I’ve been resuming my collaboration on MSDN SharePoint forums lately, so that’s why I’ve been slow to update the blog these days.
I answer questions on MSDN SharePoint Development Forum, General Forum and Spanish-language Development Forum. You can check my threads here.
I can only hope that my answers help shed some light on everyday SharePoint issues. It’s a pleasure to be able to help.
They are based on the Tech-Ed Visual Studio demonstration video. In one moment the presenter opens a SharePoint portal but it’s 2010 pre-beta version, according to the look & feel. Usually Microsoft keeps the same UI as the previous version before the public beta.
Basically, it’s a MOSS 2007 look with a red “Give Feedback” button and sexy AJAX inline list editing, skipping the edit forms and datasheet control. Cool!
More details at Lee Richardon’s site.
Today I had a strange error happening trying to deploy a WSP package on a SharePoint farm that had 2 front-end servers. On my local development virtual machine it deployed and activated flawlessly, but on the farm it deployed itself only to the local server and not the other server, stating that the deployment failed.
It also gave the following misleading log entry in SharePoint logs:
OWSTIMER.EXE (0x065C) Windows SharePoint Services Timer
The Execute method of job definition "SPSolutionDeploymentJobDefinition" (id "0943ea83-88d3-4eae-b2d0-21ffca1c66ec") threw an exception. The method or operation is not implemented.
I double-checked the class name, the receiver assembly name. I removed all traces of the package (FEATURE files, DLL in the GAC), I did countless IISRESETs…in vain. The error repeated itself back and back again.
I had a moment of inspiration and I restarted the WSS Timer Service on both front-end servers. I tried to deploy the solution again. It worked perfectly this time!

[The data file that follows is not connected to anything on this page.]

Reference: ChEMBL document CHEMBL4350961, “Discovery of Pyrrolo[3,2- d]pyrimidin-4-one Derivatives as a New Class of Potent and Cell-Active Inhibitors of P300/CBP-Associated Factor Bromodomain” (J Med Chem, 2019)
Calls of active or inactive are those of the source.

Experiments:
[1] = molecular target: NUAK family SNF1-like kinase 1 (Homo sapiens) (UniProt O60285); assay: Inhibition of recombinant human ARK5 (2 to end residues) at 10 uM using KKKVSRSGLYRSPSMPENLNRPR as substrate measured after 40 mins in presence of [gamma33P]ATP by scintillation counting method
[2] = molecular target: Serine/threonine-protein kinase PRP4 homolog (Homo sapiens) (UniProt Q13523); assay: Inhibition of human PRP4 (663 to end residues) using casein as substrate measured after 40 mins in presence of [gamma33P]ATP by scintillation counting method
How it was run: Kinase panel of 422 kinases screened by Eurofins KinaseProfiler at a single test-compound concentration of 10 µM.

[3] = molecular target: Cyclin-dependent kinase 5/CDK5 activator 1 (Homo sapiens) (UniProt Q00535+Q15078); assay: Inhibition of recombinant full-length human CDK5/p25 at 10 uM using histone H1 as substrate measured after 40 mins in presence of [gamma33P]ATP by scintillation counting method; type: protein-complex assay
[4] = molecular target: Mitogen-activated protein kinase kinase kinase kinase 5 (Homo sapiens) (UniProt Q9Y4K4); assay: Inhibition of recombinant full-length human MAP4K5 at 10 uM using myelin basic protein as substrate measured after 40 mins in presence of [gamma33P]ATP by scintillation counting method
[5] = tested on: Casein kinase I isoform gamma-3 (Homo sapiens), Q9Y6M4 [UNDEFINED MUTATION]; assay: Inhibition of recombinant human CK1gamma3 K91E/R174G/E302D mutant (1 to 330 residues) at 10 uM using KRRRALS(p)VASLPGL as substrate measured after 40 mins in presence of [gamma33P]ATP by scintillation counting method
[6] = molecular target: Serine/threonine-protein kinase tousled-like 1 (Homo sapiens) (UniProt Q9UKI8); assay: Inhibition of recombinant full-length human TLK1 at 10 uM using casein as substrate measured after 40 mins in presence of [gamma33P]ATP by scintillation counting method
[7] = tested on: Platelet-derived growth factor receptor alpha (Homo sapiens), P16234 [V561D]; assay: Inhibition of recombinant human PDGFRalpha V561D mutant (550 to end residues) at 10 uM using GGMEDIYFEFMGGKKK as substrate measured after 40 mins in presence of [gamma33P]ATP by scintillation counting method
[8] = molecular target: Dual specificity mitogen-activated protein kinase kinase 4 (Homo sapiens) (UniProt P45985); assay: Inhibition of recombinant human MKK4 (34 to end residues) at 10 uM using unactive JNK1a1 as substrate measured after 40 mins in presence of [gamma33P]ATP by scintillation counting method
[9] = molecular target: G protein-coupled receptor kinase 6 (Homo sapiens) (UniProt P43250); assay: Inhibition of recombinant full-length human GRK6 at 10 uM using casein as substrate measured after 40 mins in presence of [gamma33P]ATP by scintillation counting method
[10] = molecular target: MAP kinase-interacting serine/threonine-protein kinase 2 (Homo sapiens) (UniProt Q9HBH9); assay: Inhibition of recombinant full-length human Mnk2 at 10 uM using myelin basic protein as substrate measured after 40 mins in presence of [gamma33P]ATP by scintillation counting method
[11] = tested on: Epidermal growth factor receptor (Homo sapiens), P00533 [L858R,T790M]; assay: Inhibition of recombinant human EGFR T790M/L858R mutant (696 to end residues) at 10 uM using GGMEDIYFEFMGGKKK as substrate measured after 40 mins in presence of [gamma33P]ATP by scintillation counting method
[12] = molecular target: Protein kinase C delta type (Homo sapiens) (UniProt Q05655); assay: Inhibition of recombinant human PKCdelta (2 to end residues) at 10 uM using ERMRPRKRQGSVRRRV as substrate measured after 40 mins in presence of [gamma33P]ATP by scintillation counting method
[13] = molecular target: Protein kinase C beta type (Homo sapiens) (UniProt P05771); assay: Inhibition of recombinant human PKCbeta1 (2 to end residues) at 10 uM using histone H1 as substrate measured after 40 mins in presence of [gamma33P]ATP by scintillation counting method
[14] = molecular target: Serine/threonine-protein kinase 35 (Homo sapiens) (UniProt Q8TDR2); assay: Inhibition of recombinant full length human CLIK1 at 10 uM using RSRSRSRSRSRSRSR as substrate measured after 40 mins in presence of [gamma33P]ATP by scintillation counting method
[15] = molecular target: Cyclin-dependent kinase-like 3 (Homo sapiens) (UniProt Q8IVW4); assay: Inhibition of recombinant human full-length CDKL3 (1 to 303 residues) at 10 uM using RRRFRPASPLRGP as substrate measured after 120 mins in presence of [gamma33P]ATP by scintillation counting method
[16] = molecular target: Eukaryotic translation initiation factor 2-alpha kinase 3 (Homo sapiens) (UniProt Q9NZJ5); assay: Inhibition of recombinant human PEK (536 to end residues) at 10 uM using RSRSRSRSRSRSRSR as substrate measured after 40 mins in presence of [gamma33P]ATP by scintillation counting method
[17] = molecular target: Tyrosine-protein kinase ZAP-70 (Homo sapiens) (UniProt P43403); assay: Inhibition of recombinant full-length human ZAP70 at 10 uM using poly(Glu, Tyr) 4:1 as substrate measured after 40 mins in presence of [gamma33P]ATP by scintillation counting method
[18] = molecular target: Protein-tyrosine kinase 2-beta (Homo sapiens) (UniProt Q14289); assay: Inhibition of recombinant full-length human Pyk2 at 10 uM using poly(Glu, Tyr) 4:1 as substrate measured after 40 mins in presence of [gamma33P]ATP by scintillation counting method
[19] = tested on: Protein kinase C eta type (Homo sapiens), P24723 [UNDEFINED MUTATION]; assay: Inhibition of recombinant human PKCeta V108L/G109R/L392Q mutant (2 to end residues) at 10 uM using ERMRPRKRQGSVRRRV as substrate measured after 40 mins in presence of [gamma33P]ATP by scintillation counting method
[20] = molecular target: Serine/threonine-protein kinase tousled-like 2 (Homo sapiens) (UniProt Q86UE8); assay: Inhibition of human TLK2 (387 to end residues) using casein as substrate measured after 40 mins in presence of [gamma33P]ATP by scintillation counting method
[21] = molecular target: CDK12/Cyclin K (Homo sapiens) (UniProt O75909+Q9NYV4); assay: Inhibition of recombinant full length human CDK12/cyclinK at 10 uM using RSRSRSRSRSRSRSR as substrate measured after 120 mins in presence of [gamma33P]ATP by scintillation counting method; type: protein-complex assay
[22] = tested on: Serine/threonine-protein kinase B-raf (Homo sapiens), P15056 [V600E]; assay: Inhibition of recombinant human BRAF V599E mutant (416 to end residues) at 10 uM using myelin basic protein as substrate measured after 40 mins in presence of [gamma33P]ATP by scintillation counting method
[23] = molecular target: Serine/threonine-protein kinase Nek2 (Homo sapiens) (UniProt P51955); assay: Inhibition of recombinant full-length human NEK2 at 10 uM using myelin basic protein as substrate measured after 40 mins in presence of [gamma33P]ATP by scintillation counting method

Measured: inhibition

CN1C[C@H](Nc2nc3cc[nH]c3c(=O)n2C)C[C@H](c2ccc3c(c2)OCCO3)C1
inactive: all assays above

Five hours lost to a deadlocked OWSTIMER.EXE thread 🙁
Welcome to a new post of “My Adventures in SIlverlight” series. In this post I’ll try to outline a few caveats I found while trying to communicate a Silverlight ciient application and a WCF provider service.
As we mentioned earlier, Silverlight only recognizes basicHttpBinding protocol. It means that it cannot use web service extensions for authentication, unlike standard ASP.NET applications. Furthermore, as Silverlight is a platform-agnostic technology, it cannot use Windows authentication neither. In an enterprise environment, this is a serious handicap.
Alternative #1: Non-Authenticated Service + Username + Secret Value
You can use a non-authenticated service as a endpoint for a Silverlight client to connect to. Inside the method call, insert the username and a secret value only known to both the client application and the server. This secret value should act as a second check (the first is the username) for the service.
It’s not flawless, thought, but it should be considered.
Alternative #2: Implicit Authentication
If your Silverlight application runs in the same IIS site as the service it’s trying to consume, and this requires authentication, then you can forfeit the authentication code. Silverlight can consume a secured web service without authentication as long as the service and Silverlight client application are in the same IIS site.